I have no idea why I’m writing this post actually. For these are two fruits that I’ve never been a fan of!
Perhaps it’s because they’re not a common sight in North America. They’re tropical, common in Singapore (and the rest of Southeast Asia) and rather, well, pungent. Stinky really. It’s a taste that needs to be tried to be believed. There are plenty who will extol the virtues of that “king of fruits”, the durian. It can be a bit of a passion in Singapore, an event of sorts, something that people relish and delight in. Just not me. I haven’t eaten a durian since I was a kid but I can still remember how the smell wafted through the house, how no matter how hard I brushed my teeth and tongue, the taste still lingered in my mouth hours later.
But the other day, we were at Lion supermarket, which as Asian supermarket chains in the San Francisco Bay Area go, is more Southeast Asian in variety, with plenty of Filipino, Malaysian and Singaporean, and Indonesian products.
And there were the jackfruits. Big as a baby jackfruits.
So he’s no longer a baby but some of those jackfruits were nearly two-thirds the size of my almost-2.
How does one describe a jackfruit? It’s a strong taste, Serious Eats calls it “somewhere between pineapple and a banana, with hints of mango; the texture, depending on the ripeness of the fruit, can be mildly chewy like a soft gummy bear or as juicy as a succulent scallop”.
It’s definitely chewy and well, ‘ripe’-tasting. As in, it’s a very strong, bold, in-your-face (and all over your mouth and lips and nose) kind of taste. I did not know that the seeds could be eaten though.
You can get jackfruit in many versions in Singapore – in desserts like chendol (an icy, jelly and fruit-filled sweet dessert), as jackfruit chips which apparently even Trader Joe’s had last year (don’t remember seeing it at mine though).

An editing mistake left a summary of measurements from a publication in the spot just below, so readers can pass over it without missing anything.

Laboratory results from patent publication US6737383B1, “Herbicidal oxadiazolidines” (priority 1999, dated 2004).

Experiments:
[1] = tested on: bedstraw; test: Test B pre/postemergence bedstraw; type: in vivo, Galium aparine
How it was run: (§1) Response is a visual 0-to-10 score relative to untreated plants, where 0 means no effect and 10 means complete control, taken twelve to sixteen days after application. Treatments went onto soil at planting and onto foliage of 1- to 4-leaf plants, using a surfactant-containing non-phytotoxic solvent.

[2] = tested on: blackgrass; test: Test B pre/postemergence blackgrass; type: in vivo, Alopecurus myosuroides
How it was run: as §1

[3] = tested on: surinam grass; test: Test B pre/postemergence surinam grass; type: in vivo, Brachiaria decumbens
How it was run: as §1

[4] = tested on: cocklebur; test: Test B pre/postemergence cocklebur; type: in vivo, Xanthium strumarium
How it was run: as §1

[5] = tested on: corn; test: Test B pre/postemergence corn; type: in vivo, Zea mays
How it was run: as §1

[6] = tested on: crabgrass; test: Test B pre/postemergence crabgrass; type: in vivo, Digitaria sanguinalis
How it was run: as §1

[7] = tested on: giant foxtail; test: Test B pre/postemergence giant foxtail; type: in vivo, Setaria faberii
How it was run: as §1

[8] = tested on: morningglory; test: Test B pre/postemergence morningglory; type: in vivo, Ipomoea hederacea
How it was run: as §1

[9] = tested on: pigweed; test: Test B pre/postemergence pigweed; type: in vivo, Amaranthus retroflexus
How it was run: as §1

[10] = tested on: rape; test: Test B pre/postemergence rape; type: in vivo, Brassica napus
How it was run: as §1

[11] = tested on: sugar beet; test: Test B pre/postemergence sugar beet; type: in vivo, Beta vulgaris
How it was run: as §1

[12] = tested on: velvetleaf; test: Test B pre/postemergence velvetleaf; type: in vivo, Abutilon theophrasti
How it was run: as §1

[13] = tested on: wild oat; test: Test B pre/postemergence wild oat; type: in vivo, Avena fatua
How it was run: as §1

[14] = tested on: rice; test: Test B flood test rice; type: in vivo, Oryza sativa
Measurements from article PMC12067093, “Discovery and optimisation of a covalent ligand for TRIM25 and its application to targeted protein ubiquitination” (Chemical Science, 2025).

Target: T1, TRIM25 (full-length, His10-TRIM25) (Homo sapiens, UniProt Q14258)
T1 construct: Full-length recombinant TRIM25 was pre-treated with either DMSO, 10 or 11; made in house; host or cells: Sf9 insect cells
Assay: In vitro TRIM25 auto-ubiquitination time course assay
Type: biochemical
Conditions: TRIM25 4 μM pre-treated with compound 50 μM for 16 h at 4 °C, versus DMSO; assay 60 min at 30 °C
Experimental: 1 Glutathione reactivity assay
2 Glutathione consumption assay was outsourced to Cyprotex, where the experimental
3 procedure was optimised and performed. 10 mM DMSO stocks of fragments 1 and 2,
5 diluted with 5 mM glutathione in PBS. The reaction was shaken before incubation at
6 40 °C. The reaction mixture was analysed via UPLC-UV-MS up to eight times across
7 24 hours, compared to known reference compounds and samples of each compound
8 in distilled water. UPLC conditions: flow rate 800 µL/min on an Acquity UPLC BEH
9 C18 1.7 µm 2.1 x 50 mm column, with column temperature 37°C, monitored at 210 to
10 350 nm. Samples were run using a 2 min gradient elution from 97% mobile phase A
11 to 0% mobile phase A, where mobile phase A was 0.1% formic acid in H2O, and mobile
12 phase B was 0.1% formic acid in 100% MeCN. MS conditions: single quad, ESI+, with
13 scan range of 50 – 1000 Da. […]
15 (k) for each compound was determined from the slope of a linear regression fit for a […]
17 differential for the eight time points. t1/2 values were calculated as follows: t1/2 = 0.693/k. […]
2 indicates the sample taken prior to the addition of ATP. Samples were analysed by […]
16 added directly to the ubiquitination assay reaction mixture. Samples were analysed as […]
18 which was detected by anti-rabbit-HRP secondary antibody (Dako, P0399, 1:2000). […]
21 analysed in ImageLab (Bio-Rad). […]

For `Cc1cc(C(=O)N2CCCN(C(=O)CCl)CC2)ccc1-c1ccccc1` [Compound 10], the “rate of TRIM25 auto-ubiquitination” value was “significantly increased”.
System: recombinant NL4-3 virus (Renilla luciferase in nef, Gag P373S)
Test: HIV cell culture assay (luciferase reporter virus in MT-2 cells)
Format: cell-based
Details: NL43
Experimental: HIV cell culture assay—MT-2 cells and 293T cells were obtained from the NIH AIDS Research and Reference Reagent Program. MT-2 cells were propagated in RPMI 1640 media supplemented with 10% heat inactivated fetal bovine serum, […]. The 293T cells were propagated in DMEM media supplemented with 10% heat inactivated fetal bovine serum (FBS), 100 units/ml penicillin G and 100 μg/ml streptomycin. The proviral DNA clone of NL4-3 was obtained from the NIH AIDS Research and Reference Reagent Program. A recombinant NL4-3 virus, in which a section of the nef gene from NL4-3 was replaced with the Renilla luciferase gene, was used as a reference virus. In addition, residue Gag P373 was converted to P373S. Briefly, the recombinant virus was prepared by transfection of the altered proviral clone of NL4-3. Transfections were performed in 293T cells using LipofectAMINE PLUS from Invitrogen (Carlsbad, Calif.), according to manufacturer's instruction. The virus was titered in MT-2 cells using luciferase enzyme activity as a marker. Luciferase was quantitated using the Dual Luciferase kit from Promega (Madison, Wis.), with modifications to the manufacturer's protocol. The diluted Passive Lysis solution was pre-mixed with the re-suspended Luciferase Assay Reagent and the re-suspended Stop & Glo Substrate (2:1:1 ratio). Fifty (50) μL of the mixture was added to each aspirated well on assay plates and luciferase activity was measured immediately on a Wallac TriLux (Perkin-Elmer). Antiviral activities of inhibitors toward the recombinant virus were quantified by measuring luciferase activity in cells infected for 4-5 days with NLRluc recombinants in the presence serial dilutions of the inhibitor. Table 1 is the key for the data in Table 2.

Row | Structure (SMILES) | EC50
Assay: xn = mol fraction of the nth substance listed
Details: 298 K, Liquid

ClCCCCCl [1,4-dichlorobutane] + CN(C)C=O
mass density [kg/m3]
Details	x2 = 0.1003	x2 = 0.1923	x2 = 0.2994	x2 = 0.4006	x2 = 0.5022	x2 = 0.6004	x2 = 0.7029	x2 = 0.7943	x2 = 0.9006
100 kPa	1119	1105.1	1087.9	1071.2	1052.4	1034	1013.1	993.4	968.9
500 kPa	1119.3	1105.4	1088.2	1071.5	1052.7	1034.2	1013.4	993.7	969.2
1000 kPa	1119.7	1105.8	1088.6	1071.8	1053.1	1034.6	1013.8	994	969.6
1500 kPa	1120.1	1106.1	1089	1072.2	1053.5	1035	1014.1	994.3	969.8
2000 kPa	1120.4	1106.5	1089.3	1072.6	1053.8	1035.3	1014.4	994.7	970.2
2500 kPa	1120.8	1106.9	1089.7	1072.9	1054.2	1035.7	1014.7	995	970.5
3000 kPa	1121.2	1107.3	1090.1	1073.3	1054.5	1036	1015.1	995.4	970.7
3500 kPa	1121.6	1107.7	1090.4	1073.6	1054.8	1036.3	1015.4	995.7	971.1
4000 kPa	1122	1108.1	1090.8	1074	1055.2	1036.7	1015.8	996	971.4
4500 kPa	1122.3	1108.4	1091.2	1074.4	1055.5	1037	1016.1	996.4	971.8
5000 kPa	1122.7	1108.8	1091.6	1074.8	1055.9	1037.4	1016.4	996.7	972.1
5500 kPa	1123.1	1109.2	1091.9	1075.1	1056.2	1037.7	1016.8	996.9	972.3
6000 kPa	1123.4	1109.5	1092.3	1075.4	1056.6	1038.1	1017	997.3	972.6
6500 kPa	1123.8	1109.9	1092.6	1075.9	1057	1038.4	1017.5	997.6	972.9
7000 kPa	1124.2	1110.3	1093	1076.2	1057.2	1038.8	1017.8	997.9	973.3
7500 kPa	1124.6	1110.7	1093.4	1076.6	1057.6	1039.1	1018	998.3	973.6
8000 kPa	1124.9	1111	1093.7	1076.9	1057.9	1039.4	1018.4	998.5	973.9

But if jackfruit tastes ‘ripe’, then what does a durian taste like?
Durians are found in the freezer section. It’s rare to find fresh durians here. And they don’t specify the type of durian, unlike in Singapore where there are many different types, like D24 and Mao Shan Wang. Check out that link for photos of 10 different types of durians, it’s amazing how the flesh ranges from pale, almost whitish, to a deep orange-red. The article even tells you how to pick a durian.
Apparently British naturalist and explorer Alfred Russel Wallace described the durian as such:
“A rich custard highly flavoured with almonds gives the best general idea of it, but there are occasional wafts of flavour that call to mind cream-cheese, onion-sauce, sherry-wine, and other incongruous dishes. Then there is a rich glutinous smoothness in the pulp which nothing else possesses, but which adds to its delicacy. It is neither acid nor sweet nor juicy; yet it wants neither of these qualities, for it is in itself perfect. It produces no nausea or other bad effect, and the more you eat of it the less you feel inclined to stop. In fact, to eat Durians is a new sensation worth a voyage to the East to experience.”
How funny to hear it described as ‘flavored with almonds’. I would never put almonds and durians together. Then again, it’s been years since I’ve eaten it, so I’m not the most trustworthy of sources. The Husband is rather fond of durian desserts, like durian puffs and durian moon cake, but not so much of the actual fruit.
And if cracking open the spiny shell puts you off, there are packaged shelled durians available too. I’m not sure how “fresh” aka stinky this would be though.
Sadly my absolute favourite tropical fruit, the mangosteen, is something I’ve yet to see here. I did spot it once in a freezer. But the price was ridiculous and thawed mangosteen didn’t sound very appealing. It’s all about its creamy insides, cracking open that thick purple shell, spitting out the big fat seeds and getting your fingers sticky and stained in the process.
Ah mangosteen, I sure miss you!
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